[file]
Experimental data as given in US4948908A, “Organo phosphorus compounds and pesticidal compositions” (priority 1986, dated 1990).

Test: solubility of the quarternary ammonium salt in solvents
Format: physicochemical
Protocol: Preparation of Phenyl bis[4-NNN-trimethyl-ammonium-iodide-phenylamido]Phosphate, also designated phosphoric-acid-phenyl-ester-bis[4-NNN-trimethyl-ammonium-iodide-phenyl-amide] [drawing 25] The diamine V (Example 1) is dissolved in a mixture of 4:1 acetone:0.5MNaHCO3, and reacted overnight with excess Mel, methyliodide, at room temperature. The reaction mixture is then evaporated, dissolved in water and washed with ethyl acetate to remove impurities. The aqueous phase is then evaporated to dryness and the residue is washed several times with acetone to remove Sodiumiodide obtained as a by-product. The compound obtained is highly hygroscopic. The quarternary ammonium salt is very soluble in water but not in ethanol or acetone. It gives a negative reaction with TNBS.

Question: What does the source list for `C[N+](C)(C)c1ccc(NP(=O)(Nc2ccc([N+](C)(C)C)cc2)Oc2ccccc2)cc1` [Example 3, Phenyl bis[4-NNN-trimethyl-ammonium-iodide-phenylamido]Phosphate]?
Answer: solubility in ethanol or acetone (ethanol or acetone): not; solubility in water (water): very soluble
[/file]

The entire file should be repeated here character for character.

Experimental data as given in US4948908A, “Organo phosphorus compounds and pesticidal compositions” (priority 1986, dated 1990).

Test: solubility of the quarternary ammonium salt in solvents
Format: physicochemical
Protocol: Preparation of Phenyl bis[4-NNN-trimethyl-ammonium-iodide-phenylamido]Phosphate, also designated phosphoric-acid-phenyl-ester-bis[4-NNN-trimethyl-ammonium-iodide-phenyl-amide] [drawing 25] The diamine V (Example 1) is dissolved in a mixture of 4:1 acetone:0.5MNaHCO3, and reacted overnight with excess Mel, methyliodide, at room temperature. The reaction mixture is then evaporated, dissolved in water and washed with ethyl acetate to remove impurities. The aqueous phase is then evaporated to dryness and the residue is washed several times with acetone to remove Sodiumiodide obtained as a by-product. The compound obtained is highly hygroscopic. The quarternary ammonium salt is very soluble in water but not in ethanol or acetone. It gives a negative reaction with TNBS.

Question: What does the source list for `C[N+](C)(C)c1ccc(NP(=O)(Nc2ccc([N+](C)(C)C)cc2)Oc2ccccc2)cc1` [Example 3, Phenyl bis[4-NNN-trimethyl-ammonium-iodide-phenylamido]Phosphate]?
Answer: solubility in ethanol or acetone (ethanol or acetone): not; solubility in water (water): very soluble